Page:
NBC's 'The Irrational' takes an unexpected approach to investigating crime
Some investigators just have the knack when it comes to seeing the missing piece in confounding investigations. In "The Irrational," a new crime procedural premiering at 9 p.m. Monday, Sept. 25, on NBC, Prof. Alec Mercer (Jesse L. Martin) is pulled from the world of academia to lend his highly sought-after expertise to virtually unsolvable cases.
"The Irrational" is based on the popular book "Predictably Irrational" by author Dan Ariely, about the theories behind decision-making and rational thought. The series drops Mercer into active investigations in dire need of a fresh perspective. With law enforcement and investigators at a loss for tying suspects and motives to shocking crimes, the professor joins the team to lead them down his unique path of discovery.
In its series description, NBC notes that Mercer's "insight and unconventional approach to understanding human behavior lead him and the team on a series of intense, unexpected journeys to solve illogical puzzles and perplexing mysteries."
In the official trailer for the series, Mercer is seen very much at home at the front of a lecture hall, teaching one of his psychology intro courses before he meets a little bit of resistance when he encounters law enforcement. An investigator asks him if he's the "science guy," leading Mercer to quip, "That's Bill Nye. I'm actually the behavioral sciences guy." His sense of humor shows itself again when his theoretical approaches are gently questioned before he remarks, "Gravity was just a theory at one point."
What are the methods behind Mercer's breakthrough analysis of these high-profile, dead-end cases? Well, the trailer gives a glimpse into the theories he uses to shed light on where investigative trails have gone cold. Mercer shoots off a few choice $10 phrases like "predictable irrationality," "paradoxical persuasion," "attentional blindness" and "bereavement sex" as some of the things knocking around his head as he takes a new look at tough cases.
While Mercer is increasingly pulled away from his academic work as he successfully aids federal investigations, he does make sure to keep two of his best and brightest graduate students in the loop. Molly Kunz stars as Phoebe, a protégé of Mercer's who enthusiastically follows in her professor's footsteps, both literally and figuratively. Arash DeMaxi is Owen, another one of Mercer's students who gets pulled into his new side gig.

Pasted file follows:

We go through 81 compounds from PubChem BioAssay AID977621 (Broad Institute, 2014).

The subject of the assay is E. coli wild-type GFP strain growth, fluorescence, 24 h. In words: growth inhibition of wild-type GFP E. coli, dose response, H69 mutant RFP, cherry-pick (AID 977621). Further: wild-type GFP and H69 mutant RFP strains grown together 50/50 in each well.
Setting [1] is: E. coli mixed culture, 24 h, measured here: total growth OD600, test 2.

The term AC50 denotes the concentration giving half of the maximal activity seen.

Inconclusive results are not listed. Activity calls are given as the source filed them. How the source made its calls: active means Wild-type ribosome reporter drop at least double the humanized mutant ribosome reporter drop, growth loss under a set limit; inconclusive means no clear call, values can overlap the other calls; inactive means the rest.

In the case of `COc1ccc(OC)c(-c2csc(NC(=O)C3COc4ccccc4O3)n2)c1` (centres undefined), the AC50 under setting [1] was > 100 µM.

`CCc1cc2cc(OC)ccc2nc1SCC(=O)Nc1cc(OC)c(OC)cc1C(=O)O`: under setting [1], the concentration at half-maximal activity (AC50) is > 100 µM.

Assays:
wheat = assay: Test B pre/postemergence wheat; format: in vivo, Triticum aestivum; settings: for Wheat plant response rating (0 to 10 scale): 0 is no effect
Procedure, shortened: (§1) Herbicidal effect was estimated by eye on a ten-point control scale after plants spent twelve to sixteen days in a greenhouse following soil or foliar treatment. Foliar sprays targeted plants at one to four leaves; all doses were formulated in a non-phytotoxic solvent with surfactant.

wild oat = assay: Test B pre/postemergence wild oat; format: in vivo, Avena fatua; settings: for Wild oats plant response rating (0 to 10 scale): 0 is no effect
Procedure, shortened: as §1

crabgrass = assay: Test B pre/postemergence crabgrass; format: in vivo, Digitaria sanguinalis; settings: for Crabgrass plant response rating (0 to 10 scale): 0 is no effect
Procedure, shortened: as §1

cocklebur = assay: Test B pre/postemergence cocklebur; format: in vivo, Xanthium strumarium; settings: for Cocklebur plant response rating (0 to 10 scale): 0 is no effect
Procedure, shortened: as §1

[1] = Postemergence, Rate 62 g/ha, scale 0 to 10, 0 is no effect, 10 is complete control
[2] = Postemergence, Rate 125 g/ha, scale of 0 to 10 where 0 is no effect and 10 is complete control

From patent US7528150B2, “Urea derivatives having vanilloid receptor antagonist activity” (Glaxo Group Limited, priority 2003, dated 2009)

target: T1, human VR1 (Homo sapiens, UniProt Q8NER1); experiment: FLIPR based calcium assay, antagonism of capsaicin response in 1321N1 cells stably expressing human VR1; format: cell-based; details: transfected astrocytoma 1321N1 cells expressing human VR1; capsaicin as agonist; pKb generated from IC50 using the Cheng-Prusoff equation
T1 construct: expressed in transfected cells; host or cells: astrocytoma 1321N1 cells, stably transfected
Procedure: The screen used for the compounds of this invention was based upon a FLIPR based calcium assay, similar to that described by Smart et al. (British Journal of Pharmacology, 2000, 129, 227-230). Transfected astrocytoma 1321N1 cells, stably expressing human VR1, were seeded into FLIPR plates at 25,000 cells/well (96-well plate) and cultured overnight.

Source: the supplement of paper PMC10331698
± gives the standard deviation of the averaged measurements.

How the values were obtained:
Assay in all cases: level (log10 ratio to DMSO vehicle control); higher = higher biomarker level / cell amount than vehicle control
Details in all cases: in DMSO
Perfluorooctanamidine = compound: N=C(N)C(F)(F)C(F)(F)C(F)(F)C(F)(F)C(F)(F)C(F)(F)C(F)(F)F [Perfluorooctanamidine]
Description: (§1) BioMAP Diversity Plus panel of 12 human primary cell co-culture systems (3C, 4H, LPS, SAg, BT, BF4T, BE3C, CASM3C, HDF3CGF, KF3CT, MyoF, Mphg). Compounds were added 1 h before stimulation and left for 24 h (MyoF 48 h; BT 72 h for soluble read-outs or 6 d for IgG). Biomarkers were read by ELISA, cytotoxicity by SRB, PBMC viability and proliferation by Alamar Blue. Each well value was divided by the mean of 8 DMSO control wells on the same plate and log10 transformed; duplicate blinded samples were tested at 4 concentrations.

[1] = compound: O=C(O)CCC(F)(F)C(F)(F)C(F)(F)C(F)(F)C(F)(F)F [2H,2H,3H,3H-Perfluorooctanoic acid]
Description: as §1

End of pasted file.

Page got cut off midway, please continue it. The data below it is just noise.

"The Irrational" also stars Maahra Hill as FBI agent Marisa, Mercer's main contact and partner in these investigations. Travina Springer is Kylie, Mercer's sister and current roommate. While the pair are close siblings -- they must be, in order to live together -- Kylie is more of a free spirit than Mercer, who uses his own creativity to shake up bureaucracies. Soma Chhaya stars as Jasmine and Ella Cannon is Lila.
This isn't Martin's first rodeo when it comes to the world of TV crime procedurals. He is probably best known for his eight-season run as Det. Ed Green on "Law & Order," of course popping up in the main series' many spinoffs over the years. "Law & Order" is notorious for its episodes' cases being ripped from the headlines, and perhaps that close relationship the series had with true crime was part of what motivated Martin's move years after he wrapped on the prolific crime drama.
In 2022, Martin began hosting the seventh season of "How It Really Happened," an HLN series that delves into horrific murders and their investigations. Martin told People last August, "I never thought of myself as a host, really, of anything. I rather enjoy being able to hide myself in a character. But this was such a cool project."
"It's amazing to be part of something where you're literally on the pulse of what's actually happening," he said. "These mysteries aren't solved, so they're continuously being investigated."
"The Irrational" writer/producer Arika Lisanne Mittman has some serious hits on her resume with one especially notable title. Mittman currently executive produces NBC's science fiction drama "La Brea," which has been renewed and is expected to premiere its third season sometime next year. The cult hit time-travelling drama "Timeless" came from the mind of Mittman, arguably cut short after two seasons. The most direct throughline from "The Irrational" to projects in Mittman's past is the Sherlock Holmes-centric procedural hit "Elementary." What is it that we love so much about smart-aleck criminal investigation consultants with all the answers?